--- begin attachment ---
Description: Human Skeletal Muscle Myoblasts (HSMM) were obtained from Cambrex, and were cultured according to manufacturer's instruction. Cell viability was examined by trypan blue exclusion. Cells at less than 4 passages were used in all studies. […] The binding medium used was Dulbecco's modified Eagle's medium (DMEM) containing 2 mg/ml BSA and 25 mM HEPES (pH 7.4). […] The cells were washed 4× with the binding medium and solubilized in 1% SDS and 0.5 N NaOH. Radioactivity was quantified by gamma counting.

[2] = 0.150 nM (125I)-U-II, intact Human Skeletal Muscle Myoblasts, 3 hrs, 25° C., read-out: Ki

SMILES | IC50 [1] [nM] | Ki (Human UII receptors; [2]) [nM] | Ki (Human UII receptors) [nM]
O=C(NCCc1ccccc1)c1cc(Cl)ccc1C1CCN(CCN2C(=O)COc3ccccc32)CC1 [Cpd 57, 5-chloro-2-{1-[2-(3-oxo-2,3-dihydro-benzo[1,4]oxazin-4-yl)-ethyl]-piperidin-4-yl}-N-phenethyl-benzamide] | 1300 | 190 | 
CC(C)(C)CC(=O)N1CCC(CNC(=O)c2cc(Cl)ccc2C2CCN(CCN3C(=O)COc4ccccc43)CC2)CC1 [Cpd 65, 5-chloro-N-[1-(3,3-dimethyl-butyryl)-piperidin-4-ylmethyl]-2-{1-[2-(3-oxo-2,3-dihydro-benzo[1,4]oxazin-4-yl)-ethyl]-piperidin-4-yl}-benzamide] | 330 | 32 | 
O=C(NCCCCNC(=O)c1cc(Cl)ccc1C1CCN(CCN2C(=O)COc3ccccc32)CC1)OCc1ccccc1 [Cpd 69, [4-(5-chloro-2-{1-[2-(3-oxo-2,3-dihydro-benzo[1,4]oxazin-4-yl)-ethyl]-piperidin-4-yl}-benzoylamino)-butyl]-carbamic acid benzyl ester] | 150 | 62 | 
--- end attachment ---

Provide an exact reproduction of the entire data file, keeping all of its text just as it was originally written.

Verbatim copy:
Description: Human Skeletal Muscle Myoblasts (HSMM) were obtained from Cambrex, and were cultured according to manufacturer's instruction. Cell viability was examined by trypan blue exclusion. Cells at less than 4 passages were used in all studies. […] The binding medium used was Dulbecco's modified Eagle's medium (DMEM) containing 2 mg/ml BSA and 25 mM HEPES (pH 7.4). […] The cells were washed 4× with the binding medium and solubilized in 1% SDS and 0.5 N NaOH. Radioactivity was quantified by gamma counting.

[2] = 0.150 nM (125I)-U-II, intact Human Skeletal Muscle Myoblasts, 3 hrs, 25° C., read-out: Ki

SMILES | IC50 [1] [nM] | Ki (Human UII receptors; [2]) [nM] | Ki (Human UII receptors) [nM]
O=C(NCCc1ccccc1)c1cc(Cl)ccc1C1CCN(CCN2C(=O)COc3ccccc32)CC1 [Cpd 57, 5-chloro-2-{1-[2-(3-oxo-2,3-dihydro-benzo[1,4]oxazin-4-yl)-ethyl]-piperidin-4-yl}-N-phenethyl-benzamide] | 1300 | 190 | 
CC(C)(C)CC(=O)N1CCC(CNC(=O)c2cc(Cl)ccc2C2CCN(CCN3C(=O)COc4ccccc43)CC2)CC1 [Cpd 65, 5-chloro-N-[1-(3,3-dimethyl-butyryl)-piperidin-4-ylmethyl]-2-{1-[2-(3-oxo-2,3-dihydro-benzo[1,4]oxazin-4-yl)-ethyl]-piperidin-4-yl}-benzamide] | 330 | 32 | 
O=C(NCCCCNC(=O)c1cc(Cl)ccc1C1CCN(CCN2C(=O)COc3ccccc32)CC1)OCc1ccccc1 [Cpd 69, [4-(5-chloro-2-{1-[2-(3-oxo-2,3-dihydro-benzo[1,4]oxazin-4-yl)-ethyl]-piperidin-4-yl}-benzoylamino)-butyl]-carbamic acid benzyl ester] | 150 | 62 | 